Articles

FIBROSCLEROTIC LYMPHEDEMA: PATHOPHYSIOLOGY AND THERAPY

Authors
  • F Talarico
  • D Brunetto
  • M Scialabba
  • I Pernice
  • G Valenti
  • S Benvegna
  • G Mastrandrea
  • F Rusignuolo

Abstract

We describe our experience with 12 patients with severe fibrotic lymphedema treated between 1979 and 1987. Each patient initially underwent nonoperative treatment (postural drainage and pneumatic compression) and in 10 patients who required operation, these measures were continued postoperatively. Operation included excision of subcutaneous tissue (debulking), which was extensive in 8 and limited in 2 patients. Only 2 patients were satisfactorily managed by nonoperative treatment alone. Based on the extensive pathophysiologic changes that occur in the tissue microenvironment with lymph stasis, it is unlikely that at this advanced stage of lymphedema that nonoperative treatment alone or "physiologic" operations such as lymphatic-venous shunt or lymphatic collector reconstruction is satisfactory. Rather, nearly all such patients require limited or extensive excision of the fibrotic-edematous subcutaneous tissue.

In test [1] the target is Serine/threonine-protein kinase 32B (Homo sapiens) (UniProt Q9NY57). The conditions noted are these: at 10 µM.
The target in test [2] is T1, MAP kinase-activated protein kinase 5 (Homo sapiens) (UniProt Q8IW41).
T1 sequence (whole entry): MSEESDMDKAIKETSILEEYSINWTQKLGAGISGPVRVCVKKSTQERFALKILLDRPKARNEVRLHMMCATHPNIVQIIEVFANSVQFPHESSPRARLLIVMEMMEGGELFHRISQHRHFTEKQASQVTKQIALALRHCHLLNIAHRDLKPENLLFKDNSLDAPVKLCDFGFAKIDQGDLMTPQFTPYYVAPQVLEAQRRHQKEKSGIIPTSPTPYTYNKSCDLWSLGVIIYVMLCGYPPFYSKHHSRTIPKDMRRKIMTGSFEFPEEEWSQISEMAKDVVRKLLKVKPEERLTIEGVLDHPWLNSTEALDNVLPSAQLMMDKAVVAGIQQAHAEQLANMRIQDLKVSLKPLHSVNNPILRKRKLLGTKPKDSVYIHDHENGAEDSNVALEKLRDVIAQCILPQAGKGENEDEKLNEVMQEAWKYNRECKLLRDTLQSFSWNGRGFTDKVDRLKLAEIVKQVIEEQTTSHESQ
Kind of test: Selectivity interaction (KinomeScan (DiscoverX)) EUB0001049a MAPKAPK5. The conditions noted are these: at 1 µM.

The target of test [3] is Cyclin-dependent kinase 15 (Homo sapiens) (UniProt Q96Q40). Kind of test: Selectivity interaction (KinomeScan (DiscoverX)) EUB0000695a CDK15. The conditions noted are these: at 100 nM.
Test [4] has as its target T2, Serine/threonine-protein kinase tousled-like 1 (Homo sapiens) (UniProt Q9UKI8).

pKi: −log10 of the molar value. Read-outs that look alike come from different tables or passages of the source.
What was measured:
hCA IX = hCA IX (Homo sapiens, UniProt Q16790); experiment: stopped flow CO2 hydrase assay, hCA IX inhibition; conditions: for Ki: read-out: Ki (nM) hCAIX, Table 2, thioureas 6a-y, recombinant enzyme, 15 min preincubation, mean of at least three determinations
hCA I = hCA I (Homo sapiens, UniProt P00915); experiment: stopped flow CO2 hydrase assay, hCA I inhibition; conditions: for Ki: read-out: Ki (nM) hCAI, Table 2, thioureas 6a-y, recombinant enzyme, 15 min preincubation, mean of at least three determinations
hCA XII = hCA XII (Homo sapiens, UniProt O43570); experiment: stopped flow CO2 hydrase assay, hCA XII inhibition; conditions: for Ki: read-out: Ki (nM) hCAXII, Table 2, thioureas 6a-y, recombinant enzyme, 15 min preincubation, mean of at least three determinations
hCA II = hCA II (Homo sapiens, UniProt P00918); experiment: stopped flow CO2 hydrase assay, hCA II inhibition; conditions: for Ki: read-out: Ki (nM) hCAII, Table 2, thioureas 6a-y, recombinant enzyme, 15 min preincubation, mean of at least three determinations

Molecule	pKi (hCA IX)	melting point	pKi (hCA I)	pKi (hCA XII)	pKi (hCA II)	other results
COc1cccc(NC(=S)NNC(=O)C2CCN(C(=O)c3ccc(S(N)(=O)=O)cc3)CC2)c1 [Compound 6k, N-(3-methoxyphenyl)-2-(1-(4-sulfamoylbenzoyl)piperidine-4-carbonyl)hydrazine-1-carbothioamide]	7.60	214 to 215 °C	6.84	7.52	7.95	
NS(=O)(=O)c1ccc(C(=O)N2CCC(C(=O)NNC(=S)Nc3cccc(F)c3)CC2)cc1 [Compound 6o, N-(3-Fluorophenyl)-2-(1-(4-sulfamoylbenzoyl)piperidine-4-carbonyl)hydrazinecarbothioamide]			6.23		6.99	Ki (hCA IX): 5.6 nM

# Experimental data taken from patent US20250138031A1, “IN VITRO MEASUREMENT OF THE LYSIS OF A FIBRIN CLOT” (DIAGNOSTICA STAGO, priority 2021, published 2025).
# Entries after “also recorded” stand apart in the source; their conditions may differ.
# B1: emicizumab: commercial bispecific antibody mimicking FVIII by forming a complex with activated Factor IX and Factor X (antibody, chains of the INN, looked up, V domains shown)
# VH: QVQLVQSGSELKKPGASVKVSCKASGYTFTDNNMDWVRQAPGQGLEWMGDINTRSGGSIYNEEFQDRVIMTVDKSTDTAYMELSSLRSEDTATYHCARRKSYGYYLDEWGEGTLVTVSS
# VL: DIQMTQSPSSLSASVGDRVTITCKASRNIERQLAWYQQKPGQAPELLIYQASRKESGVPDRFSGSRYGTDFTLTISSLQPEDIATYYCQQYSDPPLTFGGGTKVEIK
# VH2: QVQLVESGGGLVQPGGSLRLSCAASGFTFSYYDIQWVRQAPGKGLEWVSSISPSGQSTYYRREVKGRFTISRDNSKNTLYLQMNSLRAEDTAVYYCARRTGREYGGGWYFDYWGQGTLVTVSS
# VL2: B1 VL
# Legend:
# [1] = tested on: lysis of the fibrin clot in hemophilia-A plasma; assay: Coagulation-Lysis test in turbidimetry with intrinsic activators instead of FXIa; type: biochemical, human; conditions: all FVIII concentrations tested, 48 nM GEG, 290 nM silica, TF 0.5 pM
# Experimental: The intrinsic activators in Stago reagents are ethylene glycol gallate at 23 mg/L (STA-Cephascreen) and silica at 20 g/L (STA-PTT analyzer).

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How to Cite:

Talarico, F. & Brunetto, D. & Scialabba, M. & Pernice, I. & Valenti, G. & Benvegna, S. & Mastrandrea, G. & Rusignuolo, F., (1991) “FIBROSCLEROTIC LYMPHEDEMA: PATHOPHYSIOLOGY AND THERAPY”, Lymphology 24(1), p.11-15.

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Published on
01 Oct 1991
Peer Reviewed